Forbes

HOW TO PLAY IT

- According to Gary Robinson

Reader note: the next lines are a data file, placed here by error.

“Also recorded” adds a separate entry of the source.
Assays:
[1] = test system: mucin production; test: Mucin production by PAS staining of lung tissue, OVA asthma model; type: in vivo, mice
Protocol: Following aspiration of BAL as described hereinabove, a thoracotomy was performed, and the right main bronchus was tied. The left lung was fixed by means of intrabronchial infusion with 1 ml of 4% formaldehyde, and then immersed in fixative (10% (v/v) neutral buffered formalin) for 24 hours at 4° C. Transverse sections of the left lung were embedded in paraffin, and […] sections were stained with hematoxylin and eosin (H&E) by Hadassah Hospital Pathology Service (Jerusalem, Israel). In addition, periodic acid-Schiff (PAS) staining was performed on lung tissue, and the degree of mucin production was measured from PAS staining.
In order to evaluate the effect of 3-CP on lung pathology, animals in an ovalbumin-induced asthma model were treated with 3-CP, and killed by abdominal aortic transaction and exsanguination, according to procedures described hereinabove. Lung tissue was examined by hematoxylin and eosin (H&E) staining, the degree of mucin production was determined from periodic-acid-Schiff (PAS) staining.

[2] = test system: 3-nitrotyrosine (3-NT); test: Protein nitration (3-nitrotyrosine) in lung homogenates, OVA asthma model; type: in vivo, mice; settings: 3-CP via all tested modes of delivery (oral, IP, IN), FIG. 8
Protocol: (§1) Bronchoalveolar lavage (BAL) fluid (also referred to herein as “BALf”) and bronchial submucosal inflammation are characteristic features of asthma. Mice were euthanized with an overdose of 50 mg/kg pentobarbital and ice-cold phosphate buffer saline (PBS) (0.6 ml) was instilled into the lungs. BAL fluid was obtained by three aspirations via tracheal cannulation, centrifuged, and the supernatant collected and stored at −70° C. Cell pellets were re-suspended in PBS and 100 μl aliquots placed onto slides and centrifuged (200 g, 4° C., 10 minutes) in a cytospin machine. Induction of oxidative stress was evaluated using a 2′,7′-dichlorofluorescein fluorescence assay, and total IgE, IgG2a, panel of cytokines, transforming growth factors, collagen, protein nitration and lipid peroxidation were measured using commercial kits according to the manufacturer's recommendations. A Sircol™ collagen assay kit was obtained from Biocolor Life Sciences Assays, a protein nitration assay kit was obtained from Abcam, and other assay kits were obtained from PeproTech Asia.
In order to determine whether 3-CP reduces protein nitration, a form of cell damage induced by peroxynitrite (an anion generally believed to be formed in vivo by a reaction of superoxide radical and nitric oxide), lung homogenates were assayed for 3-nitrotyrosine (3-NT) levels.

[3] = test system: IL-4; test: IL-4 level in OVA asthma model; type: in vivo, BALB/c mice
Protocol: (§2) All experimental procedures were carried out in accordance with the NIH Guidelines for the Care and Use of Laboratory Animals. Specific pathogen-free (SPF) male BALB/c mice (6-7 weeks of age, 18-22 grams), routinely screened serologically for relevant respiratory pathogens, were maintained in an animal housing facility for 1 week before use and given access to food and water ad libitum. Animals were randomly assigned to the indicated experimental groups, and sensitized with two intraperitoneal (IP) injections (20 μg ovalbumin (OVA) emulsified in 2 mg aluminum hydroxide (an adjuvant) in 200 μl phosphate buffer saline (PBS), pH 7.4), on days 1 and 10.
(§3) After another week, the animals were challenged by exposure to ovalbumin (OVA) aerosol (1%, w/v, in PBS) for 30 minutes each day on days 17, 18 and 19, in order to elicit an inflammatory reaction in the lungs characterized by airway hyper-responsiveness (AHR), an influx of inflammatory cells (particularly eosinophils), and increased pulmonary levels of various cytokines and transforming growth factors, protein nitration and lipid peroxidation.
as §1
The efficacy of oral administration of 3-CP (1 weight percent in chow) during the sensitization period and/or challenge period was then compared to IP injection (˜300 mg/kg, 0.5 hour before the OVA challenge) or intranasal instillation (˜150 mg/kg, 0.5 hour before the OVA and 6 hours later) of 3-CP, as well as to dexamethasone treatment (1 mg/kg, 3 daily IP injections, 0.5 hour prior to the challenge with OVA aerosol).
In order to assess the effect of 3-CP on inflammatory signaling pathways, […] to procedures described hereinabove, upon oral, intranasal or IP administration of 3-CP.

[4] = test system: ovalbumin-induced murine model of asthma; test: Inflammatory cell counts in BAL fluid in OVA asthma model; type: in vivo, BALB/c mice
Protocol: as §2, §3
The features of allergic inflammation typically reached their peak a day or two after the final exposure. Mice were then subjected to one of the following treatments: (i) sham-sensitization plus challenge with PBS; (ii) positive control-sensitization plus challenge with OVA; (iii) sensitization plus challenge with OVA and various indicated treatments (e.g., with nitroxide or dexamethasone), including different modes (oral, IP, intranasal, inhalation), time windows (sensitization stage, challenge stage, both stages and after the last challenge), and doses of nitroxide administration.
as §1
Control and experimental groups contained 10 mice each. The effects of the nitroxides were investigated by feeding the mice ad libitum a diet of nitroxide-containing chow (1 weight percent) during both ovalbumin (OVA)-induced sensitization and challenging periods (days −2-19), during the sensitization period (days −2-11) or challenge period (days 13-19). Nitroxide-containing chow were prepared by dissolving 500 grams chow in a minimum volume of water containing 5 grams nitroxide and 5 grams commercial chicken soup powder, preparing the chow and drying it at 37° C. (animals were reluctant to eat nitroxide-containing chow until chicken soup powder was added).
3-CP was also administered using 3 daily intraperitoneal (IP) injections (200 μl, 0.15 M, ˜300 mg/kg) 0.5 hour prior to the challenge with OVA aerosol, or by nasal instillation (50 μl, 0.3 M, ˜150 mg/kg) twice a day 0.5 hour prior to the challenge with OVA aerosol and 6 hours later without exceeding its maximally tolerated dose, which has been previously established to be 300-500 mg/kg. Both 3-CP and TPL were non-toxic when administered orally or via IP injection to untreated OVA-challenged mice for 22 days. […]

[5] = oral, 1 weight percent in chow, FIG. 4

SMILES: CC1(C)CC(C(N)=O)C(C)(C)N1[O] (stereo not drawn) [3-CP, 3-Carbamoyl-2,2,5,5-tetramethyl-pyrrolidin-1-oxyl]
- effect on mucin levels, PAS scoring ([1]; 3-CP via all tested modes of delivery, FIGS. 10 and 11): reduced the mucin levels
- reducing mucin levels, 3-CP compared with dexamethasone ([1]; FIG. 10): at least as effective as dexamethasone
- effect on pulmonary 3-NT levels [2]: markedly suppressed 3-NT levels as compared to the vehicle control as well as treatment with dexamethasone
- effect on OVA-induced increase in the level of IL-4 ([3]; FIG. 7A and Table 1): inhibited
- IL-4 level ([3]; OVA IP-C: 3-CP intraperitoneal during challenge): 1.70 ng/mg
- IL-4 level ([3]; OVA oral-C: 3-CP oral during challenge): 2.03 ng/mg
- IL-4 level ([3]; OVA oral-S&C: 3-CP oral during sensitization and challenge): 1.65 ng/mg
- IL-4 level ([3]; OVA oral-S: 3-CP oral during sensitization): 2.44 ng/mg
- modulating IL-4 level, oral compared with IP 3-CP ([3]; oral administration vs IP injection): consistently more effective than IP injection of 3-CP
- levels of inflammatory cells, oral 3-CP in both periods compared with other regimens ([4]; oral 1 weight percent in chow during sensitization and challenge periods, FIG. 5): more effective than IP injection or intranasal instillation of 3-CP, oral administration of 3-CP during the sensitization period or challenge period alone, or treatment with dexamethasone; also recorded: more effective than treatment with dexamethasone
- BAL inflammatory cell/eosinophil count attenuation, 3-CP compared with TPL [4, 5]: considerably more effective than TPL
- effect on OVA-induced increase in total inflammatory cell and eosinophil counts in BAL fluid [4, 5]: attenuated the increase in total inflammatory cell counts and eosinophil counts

Quantum computing and AI are massive tailwinds for healthcare research and San Diego’s Illumina leads the way. Its machines have lowered the cost of sequencing a human genome from $10 million in 2007 to $1,000 and are changing how cancer screening and research is done. “We are moving from a world where decisions on which drugs to give a patient were primarily made on educated guesses to one where they are made on the basis of data,” says Gary Robinson, a portfolio manager at $260-billion-in-assets Baillie Gifford. A recent dip in sales growth caused Illumina shares to drop by 25% from record highs, but Robinson shrugs at the volatility. “The healthcare sector is large and inefficien­t and therefore it is ripe for change,” he says, “Illumina is the primary beneficiar­y.”

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